BeehiveBy beehive.govt.nz
    2 days ago
  • Ōtaki to north of Levin alliance agreements signed
    Transport Minister Simeon Brown has welcomed an important milestone for the Ōtaki to north of Levin Road of National Significance (RoNS), following the NZ Transport Agency (NZTA) signing interim alliance agreements with two design and construction teams who will develop and ultimately build the new expressway.“The Government’s priority for transport ...
    BeehiveBy beehive.govt.nz
    2 days ago
  • Improvements to stopping Digital Child Exploitation
    The Department of Internal Affairs [Department] is making a significant upgrade to their Digital Child Exploitation Filtering System, which blocks access to websites known to host child sexual abuse material, says Minister of Internal Affairs Brooke van Velden.  “The Department will incorporate the up-to-date lists of websites hosting child sexual ...
    BeehiveBy beehive.govt.nz
    2 days ago
  • New vaccine research aims to combat prevalent bovine disease
    A vaccine to prevent an infectious disease that costs New Zealand cattle farmers more than $190 million each year could radically improve the health of our cows and boost on-farm productivity, Associate Agriculture Minister Andrew Hoggard says. The Ministry for Primary Industries is backing a project that aims to develop ...
    BeehiveBy beehive.govt.nz
    2 days ago
  • Making it easier to build granny flats
    The Government has today announced that it is making it easier for people to build granny flats, Acting Prime Minister Winston Peters and RMA Reform Minister Chris Bishop say. “Making it easier to build granny flats will make it more affordable for families to live the way that suits them ...
    BeehiveBy beehive.govt.nz
    3 days ago
  • High Court Judge appointed
    Attorney-General Judith Collins today announced the appointment of Auckland King’s Counsel Gregory Peter Blanchard as a High Court Judge. Justice Blanchard attended the University of Auckland from 1991 to 1995, graduating with an LLB (Honours) and Bachelor of Arts (English). He was a solicitor with the firm that is now Dentons ...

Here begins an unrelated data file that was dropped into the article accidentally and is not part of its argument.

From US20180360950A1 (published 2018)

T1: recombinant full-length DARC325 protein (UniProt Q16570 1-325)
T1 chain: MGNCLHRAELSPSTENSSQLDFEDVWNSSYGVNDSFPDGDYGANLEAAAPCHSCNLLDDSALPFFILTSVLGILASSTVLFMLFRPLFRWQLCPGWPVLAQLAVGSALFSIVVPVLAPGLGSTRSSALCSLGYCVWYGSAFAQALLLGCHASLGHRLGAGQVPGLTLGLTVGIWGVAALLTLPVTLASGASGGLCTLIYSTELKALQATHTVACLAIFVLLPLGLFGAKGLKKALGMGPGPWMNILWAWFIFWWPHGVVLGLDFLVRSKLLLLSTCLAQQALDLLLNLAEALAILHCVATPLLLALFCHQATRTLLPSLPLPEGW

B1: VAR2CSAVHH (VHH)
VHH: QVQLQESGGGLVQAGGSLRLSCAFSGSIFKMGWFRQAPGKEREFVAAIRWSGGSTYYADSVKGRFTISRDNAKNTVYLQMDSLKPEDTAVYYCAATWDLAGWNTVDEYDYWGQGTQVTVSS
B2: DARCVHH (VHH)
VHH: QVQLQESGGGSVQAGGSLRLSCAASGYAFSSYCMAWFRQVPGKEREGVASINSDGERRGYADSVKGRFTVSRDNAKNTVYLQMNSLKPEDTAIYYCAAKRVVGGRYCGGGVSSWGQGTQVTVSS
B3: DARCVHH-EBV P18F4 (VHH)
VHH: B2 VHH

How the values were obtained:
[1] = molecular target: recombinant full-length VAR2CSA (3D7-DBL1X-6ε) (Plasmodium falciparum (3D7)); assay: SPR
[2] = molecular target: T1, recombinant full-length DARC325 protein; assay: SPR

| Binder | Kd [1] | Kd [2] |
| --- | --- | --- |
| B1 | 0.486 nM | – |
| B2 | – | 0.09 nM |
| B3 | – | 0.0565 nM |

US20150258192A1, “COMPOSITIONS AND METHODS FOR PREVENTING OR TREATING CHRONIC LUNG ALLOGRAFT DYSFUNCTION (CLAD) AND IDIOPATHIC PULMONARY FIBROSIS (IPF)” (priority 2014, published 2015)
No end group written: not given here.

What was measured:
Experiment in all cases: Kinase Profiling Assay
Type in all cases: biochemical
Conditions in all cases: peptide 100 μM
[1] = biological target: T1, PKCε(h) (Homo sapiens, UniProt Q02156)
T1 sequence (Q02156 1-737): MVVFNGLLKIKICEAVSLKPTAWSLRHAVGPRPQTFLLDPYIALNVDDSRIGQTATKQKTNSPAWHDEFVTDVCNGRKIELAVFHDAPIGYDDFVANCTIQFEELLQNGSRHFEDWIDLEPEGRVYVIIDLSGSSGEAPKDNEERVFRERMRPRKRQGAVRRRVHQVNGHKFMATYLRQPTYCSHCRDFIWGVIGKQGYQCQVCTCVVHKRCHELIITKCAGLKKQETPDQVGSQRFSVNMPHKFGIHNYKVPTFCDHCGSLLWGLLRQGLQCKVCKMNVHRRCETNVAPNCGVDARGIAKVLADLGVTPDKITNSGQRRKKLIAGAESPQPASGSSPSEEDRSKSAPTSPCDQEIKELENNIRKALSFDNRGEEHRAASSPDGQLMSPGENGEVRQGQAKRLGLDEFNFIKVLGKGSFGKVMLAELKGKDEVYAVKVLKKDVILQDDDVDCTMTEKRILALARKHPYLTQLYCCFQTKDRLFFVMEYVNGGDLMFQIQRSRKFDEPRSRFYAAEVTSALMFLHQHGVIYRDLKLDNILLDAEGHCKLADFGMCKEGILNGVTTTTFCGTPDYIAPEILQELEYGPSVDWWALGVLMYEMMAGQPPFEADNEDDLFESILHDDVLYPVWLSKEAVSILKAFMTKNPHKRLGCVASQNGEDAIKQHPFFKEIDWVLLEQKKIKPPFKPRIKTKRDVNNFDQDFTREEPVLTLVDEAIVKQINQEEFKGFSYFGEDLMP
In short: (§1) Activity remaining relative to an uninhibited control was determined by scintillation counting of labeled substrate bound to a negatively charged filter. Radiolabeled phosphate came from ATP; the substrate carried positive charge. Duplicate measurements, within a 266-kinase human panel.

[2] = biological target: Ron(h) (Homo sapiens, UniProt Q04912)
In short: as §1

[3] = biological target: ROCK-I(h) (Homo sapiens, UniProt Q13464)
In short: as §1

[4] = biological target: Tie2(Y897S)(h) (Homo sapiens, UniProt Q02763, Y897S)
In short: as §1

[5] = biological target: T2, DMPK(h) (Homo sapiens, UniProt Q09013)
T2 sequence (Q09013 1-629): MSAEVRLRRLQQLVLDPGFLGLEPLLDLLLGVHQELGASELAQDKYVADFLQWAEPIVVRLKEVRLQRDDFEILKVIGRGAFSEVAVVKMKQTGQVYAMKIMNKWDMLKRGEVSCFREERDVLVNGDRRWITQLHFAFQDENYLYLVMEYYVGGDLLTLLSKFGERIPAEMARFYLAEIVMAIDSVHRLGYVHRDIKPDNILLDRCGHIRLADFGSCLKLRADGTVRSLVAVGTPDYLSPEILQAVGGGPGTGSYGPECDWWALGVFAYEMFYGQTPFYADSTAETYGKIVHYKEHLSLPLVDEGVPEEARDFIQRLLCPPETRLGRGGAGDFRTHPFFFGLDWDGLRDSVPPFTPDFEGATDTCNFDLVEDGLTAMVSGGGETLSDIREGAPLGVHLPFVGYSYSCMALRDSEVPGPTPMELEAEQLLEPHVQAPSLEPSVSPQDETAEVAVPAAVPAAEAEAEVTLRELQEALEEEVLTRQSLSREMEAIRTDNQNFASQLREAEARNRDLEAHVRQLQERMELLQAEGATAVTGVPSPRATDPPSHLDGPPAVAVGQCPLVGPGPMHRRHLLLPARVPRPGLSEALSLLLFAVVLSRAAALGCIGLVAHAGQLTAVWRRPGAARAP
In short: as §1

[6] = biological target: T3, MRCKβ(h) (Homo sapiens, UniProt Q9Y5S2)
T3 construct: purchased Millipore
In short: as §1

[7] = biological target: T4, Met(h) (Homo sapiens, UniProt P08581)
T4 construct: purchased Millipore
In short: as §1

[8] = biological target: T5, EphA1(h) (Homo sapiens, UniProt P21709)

BeehiveBy beehive.govt.nz
    6 days ago
  • Health workforce numbers rise
    Health Minister Dr Shane Reti says new data released today shows encouraging growth in the health workforce, with a continued increase in the numbers of doctors, nurses and midwives joining Health New Zealand. “Frontline healthcare workers are the beating heart of the healthcare system. Increasing and retaining our health workforce ...
    BeehiveBy beehive.govt.nz
    6 days ago
  • Government to overhaul firearms laws
    Associate Justice Minister Nicole McKee has today announced a comprehensive programme to reform New Zealand's outdated and complicated firearms laws. “The Arms Act has been in place for over 40 years. It has been amended several times – in a piecemeal, and sometimes rushed way. This has resulted in outdated ...
    BeehiveBy beehive.govt.nz
    6 days ago
  • Government delivers landmark specialist schools investment
    The coalition Government is delivering record levels of targeted investment in specialist schools so children with additional needs can thrive. As part of Budget 24, $89 million has been ringfenced to redevelop specialist facilities and increase satellite classrooms for students with high needs. This includes: $63 million in depreciation funding ...
    BeehiveBy beehive.govt.nz
    6 days ago
  • Major health and safety consultation begins
    A substantial consultation on work health and safety will begin today with a roadshow across the regions over the coming months, says Workplace Relations and Safety Minister Brooke van Velden.  This the first step to deliver on the commitment to reforming health and safety law and regulations, set out in ...
    BeehiveBy beehive.govt.nz
    6 days ago